“From a prudent, fiduciary fiscal system, we now have a culture of profligacy that has become very pervasive in the system. It is on that ground that Obasanjo is saying it will be difficult to free ourselves of the morass that we have been thrown into by the last regime and from all indications with the things that are going on with the current administration. We do not look like we can be out of the quagmire. We do not command the same level of integrity, credibility, and respect as Obasanjo and his team.”

Bongo added that no creditor would be willing to consider Nigeria based on technicalities, saying, “Nobody can consider us on any technicalities. There was something Obasanjo did; prudent financial management, and prudent fiscal planning, Obasanjo implemented certain reforms that sent positive signals to the international community. It signaled the Obasanjo’s commitment to good governance.”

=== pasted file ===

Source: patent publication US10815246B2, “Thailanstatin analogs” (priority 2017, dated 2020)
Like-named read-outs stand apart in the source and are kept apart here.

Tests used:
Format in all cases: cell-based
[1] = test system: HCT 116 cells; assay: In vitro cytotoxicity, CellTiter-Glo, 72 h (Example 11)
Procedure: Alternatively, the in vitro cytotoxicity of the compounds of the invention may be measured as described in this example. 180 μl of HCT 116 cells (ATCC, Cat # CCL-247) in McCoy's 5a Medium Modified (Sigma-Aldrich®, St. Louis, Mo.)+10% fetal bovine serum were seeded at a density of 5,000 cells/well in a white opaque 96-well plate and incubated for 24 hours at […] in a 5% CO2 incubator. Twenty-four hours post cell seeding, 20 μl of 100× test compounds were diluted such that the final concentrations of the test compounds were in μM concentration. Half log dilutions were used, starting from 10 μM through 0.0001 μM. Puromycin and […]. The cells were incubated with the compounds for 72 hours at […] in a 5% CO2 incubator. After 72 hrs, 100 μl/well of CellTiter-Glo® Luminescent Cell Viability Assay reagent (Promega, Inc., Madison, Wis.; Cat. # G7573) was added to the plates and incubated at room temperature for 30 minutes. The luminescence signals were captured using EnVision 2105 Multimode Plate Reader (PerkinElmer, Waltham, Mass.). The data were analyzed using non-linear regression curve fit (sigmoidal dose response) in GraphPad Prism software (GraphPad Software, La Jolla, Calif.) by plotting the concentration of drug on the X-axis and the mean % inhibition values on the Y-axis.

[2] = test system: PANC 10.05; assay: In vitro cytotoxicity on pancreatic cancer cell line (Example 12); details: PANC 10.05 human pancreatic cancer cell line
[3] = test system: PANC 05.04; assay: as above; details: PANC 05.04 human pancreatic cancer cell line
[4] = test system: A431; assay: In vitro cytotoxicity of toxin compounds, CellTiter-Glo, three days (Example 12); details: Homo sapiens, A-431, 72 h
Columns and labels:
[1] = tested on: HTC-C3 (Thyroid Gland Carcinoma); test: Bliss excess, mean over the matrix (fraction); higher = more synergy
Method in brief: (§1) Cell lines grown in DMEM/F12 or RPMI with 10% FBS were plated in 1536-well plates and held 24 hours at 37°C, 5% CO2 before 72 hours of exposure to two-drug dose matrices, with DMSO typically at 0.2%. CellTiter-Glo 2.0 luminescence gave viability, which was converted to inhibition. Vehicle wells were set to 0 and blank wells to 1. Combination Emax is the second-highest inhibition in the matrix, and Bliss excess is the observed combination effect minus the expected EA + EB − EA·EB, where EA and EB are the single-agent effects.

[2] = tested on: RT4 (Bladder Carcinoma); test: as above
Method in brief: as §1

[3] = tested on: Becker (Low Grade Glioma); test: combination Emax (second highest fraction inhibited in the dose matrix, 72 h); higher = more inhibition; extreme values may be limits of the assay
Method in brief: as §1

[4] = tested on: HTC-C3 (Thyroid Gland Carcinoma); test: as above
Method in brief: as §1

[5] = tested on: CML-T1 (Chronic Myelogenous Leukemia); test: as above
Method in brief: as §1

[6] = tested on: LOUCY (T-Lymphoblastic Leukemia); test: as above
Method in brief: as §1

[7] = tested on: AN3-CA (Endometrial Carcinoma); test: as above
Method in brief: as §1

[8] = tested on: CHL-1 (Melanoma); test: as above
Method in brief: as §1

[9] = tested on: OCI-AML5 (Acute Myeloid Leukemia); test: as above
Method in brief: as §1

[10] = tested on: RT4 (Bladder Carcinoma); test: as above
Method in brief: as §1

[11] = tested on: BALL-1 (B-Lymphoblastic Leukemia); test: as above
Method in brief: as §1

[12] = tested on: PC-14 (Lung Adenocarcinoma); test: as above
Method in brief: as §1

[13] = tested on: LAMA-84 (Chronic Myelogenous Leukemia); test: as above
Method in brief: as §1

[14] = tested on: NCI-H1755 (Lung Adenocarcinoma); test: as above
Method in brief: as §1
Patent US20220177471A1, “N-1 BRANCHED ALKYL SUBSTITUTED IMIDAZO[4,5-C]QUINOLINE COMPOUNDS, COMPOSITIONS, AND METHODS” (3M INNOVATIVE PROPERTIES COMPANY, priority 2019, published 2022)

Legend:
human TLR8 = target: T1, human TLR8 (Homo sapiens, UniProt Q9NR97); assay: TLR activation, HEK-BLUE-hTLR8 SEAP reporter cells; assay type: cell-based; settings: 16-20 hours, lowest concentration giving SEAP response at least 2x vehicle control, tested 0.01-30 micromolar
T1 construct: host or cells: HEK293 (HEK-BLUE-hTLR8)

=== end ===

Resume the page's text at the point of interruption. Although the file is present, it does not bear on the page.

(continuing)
However, a facilitator with the Nigerian Economic Summit Group, Dr Ikenna Nwaosu, stated “It is a generalisation without specifics because you cannot say that everybody is guilty. So, he has to give specifics and where it happened.

“Specifics as to which leader and actions led to that. You cannot say to everybody that came after him that is my answer. So we can’t comment effectively without having that information. It is a generalisation without specifics, so it doesn’t give room for informed comment.”

Additional reports by Anozie Egole, Oluwakemi Abimbola, and Josephine Ogundeji

The Punch